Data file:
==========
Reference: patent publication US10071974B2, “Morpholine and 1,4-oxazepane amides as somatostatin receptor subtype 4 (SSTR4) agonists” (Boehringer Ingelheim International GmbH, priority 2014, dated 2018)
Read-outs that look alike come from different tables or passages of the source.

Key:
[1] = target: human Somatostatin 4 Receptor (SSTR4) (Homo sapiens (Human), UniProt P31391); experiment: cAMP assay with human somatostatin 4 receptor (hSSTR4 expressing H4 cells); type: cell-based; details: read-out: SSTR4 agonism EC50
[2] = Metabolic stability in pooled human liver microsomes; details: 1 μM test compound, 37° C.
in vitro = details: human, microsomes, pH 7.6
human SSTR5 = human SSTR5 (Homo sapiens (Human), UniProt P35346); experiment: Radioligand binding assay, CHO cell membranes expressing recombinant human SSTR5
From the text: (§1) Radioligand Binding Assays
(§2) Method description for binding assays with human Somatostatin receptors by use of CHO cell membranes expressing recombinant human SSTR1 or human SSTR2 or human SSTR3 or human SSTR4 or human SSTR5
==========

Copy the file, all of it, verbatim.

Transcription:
Reference: patent publication US10071974B2, “Morpholine and 1,4-oxazepane amides as somatostatin receptor subtype 4 (SSTR4) agonists” (Boehringer Ingelheim International GmbH, priority 2014, dated 2018)
Read-outs that look alike come from different tables or passages of the source.

Key:
[1] = target: human Somatostatin 4 Receptor (SSTR4) (Homo sapiens (Human), UniProt P31391); experiment: cAMP assay with human somatostatin 4 receptor (hSSTR4 expressing H4 cells); type: cell-based; details: read-out: SSTR4 agonism EC50
[2] = Metabolic stability in pooled human liver microsomes; details: 1 μM test compound, 37° C.
in vitro = details: human, microsomes, pH 7.6
human SSTR5 = human SSTR5 (Homo sapiens (Human), UniProt P35346); experiment: Radioligand binding assay, CHO cell membranes expressing recombinant human SSTR5
From the text: (§1) Radioligand Binding Assays
(§2) Method description for binding assays with human Somatostatin receptors by use of CHO cell membranes expressing recombinant human SSTR1 or human SSTR2 or human SSTR3 or human SSTR4 or human SSTR5